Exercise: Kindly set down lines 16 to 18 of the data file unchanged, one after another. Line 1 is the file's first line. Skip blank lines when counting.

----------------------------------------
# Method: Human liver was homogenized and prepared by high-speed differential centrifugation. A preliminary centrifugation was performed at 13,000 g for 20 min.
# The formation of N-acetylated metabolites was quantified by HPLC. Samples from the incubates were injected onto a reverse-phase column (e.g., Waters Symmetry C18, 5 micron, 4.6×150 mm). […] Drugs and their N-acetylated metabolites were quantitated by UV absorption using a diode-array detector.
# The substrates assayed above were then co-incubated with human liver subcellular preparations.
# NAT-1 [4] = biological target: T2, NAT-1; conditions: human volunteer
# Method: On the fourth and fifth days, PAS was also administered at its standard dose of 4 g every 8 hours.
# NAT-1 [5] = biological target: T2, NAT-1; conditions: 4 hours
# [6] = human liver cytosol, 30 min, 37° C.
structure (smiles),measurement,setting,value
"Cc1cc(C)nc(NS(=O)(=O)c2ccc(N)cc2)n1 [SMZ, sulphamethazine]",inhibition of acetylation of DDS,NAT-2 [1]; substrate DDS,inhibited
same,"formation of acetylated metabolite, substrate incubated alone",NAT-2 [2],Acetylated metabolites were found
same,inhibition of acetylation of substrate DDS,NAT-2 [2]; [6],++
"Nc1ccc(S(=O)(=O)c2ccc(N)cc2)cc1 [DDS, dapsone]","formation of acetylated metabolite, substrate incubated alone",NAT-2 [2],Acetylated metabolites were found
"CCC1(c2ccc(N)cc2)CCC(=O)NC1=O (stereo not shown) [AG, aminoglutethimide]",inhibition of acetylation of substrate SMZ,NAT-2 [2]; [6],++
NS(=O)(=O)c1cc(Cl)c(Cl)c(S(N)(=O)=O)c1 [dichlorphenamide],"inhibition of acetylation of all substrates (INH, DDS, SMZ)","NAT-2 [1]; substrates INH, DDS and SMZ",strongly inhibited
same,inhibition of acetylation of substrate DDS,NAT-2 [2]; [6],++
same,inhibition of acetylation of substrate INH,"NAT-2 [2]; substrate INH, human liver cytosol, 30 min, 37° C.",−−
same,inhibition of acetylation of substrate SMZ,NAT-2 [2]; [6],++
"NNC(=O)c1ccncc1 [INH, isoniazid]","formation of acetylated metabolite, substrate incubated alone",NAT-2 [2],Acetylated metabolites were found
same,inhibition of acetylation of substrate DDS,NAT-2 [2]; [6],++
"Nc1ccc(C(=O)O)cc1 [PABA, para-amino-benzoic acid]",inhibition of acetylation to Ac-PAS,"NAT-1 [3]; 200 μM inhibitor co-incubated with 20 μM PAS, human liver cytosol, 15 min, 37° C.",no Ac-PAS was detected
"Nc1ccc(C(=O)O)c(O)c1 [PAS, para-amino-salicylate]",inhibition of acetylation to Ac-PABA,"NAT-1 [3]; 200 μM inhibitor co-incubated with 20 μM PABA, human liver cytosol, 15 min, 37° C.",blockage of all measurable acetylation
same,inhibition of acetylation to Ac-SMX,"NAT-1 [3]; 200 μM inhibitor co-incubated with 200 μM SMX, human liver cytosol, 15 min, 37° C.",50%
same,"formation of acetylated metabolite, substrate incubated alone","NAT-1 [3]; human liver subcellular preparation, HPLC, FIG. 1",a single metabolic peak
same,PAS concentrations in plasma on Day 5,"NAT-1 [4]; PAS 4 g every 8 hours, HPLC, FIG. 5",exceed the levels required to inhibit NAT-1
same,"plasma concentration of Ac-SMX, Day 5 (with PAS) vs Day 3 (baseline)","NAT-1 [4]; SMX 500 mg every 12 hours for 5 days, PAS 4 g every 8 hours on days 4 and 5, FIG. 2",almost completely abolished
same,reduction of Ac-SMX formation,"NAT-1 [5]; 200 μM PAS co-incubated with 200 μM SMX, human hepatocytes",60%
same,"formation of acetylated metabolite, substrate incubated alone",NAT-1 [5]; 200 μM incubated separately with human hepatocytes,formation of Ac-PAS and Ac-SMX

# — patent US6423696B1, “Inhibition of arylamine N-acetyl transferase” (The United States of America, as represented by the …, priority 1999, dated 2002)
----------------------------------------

same,inhibition of acetylation of substrate INH,"NAT-2 [2]; substrate INH, human liver cytosol, 30 min, 37° C.",−−
same,inhibition of acetylation of substrate SMZ,NAT-2 [2]; [6],++
"NNC(=O)c1ccncc1 [INH, isoniazid]","formation of acetylated metabolite, substrate incubated alone",NAT-2 [2],Acetylated metabolites were found